Gallery: How Do We Break Our “Fast Fashion” Addiction? An Interview With “...

Overdressed, Elizabeth L. Cline, overconsumption, materialism, fast fashion, eco-fashion, sustainable fashion, green fashion, ethical fashion, sustainable style

Elizabeth L. Cline spent more than three years probing the underbelly of the American fast-fashion industry. Her discoveries, prompted by an epiphany over the absurdity of $7 shoes from Kmart, led her to write Overdressed: The Shockingly High Cost of Cheap Fashion. More than an exposé, it’s also the story of how we went from a society of make-do-and-menders to a nation of addicts caught in an endless vortex of overconsumption, waste production, and post-purchase malaise. We chatted with Cline about how disposable fashion is anathema to our economy, our environment, and our psyches, and the concrete steps anyone can take—yes, even you—to break the buy-and-toss cycle many of us find so impossible to escape.

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5 Responses to “How Do We Break Our “Fast Fashion” Addiction? An Interview With “Overdressed” Author Elizabeth L. Cline”

  1. taghag says:

    sounds like a great book! however, i’d like to point out that polyester can feel great against the skin and has wonderful recyclability. yes it’s a petroleum-based product, but arguably no worse for the environment than cotton production. a little more love for polyester, please!

  2. Amylea says:

    Ugh! Polyester is that fabric they like to make kids pajamas from. No matter how soft your hands are, they always will snag on polyester as if they were terribly chapped. Ew! I can’t stand that stuff!

  3. cartoonist62 says:

    The problem here is that the more expensive “quality” brands use the same abysmal labour force. So unless you employ a seamstress this seems like a difficult thing to avoid.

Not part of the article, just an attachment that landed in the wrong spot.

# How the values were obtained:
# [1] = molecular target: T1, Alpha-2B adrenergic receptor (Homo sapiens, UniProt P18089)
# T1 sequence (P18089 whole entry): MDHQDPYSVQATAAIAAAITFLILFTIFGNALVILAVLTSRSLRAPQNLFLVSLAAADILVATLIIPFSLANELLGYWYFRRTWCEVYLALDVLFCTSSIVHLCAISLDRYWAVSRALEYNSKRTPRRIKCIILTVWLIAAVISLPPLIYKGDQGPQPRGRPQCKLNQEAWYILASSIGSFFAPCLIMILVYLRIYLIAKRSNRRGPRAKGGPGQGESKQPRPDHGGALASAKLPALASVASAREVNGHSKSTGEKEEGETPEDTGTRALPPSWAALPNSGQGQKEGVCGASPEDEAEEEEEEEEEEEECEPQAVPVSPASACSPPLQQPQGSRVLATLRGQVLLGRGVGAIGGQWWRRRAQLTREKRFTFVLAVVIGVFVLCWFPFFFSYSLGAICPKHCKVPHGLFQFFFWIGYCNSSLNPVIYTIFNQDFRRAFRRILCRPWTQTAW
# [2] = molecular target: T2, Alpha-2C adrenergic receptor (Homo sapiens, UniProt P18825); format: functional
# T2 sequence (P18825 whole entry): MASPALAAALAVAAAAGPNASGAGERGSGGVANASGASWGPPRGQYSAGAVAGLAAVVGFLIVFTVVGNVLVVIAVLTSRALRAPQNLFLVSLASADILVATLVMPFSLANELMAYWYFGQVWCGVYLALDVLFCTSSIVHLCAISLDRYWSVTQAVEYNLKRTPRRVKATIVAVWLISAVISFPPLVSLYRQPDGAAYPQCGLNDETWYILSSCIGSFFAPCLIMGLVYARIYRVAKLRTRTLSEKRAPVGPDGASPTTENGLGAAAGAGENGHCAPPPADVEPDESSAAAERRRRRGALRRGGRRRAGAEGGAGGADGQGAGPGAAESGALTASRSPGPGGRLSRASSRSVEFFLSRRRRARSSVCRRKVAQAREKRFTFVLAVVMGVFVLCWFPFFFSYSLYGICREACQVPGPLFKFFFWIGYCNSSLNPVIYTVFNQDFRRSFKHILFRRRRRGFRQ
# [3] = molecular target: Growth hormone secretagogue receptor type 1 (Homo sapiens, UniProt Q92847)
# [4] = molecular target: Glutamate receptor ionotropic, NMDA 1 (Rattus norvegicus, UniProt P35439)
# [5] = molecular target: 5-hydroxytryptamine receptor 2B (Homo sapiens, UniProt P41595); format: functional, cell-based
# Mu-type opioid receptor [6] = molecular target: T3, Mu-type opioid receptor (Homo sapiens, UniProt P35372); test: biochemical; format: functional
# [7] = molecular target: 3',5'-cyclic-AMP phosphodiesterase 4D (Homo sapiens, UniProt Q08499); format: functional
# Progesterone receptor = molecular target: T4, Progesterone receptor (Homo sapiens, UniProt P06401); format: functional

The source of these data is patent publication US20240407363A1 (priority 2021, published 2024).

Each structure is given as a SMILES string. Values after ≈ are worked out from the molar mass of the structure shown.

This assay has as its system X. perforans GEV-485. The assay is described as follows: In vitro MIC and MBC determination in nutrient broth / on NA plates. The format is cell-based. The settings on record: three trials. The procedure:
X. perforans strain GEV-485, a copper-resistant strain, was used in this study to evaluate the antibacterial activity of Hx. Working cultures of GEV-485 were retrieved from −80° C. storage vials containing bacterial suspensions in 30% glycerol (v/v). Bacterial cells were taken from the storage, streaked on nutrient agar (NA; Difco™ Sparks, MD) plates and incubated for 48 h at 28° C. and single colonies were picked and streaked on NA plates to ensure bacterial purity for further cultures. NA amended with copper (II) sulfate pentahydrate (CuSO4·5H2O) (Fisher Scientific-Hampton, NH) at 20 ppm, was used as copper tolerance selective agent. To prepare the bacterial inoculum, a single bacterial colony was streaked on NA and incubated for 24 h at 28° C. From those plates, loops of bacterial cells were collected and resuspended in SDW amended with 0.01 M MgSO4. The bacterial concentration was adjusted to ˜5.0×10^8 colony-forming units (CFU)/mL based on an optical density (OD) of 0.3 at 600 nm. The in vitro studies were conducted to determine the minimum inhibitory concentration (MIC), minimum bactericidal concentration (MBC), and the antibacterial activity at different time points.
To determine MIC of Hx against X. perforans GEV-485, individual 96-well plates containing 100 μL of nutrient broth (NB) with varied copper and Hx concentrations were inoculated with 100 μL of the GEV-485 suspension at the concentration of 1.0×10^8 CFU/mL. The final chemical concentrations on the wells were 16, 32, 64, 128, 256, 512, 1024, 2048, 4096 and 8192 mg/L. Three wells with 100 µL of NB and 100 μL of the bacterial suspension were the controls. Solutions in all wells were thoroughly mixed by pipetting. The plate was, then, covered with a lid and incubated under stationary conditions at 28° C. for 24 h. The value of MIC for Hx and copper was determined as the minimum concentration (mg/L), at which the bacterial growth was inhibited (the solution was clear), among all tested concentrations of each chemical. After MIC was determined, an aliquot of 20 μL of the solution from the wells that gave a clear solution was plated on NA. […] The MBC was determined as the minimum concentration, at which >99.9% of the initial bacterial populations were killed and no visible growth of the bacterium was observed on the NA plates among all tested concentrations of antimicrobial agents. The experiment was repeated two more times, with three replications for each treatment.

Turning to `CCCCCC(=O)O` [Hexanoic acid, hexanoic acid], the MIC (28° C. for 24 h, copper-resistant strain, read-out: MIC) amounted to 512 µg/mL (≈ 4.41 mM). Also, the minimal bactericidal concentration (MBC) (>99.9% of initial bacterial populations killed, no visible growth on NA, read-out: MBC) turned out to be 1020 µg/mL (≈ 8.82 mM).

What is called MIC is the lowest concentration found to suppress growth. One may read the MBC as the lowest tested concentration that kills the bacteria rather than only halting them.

4. nnakpw says:

    I think it’s interesting that she mentions that it is the consumers job to be more mindful. Usually, people feel that they can’t possibly make a difference because they are just one person. However, if we change our spending habits, companies will take notice. People need to stop buying “disposable clothing” and start spending with more responsible companies.
    Personally, I’m a big fan of Reco Jeans. They collect scraps from their jeans factories and reweave them into more fabric to make their jeans. Most companies throw out all their scraps without giving it a second thought. By actually taking the time to do this, Reco Jeans is minimizing water and pesticide use as well as fabric waste.
    If you take the money you would have spent on H&M jeans and spend it at a company like Reco Jeans instead, you’ll be doing the environment a huge favor.
    You can check them out at recojeans.com

  5. selkie305 says:

    Some of my favorite clothes are things I have worn for years, and were not new when I got them. The “disposable fashion” trend is discouraging, but hardly new. And it has now become widely acceptable – even fashionable, in some cicles, to buy your clothing in thrift shops. Or “vintage clothing boutiques”, if you don’t mind being overcharged. And years ago, when skirt lengths changed, they ALL changed. If your personal style was different, it was difficult to find clothes. Now you can go to most stores and find a variety of lengths and styles.

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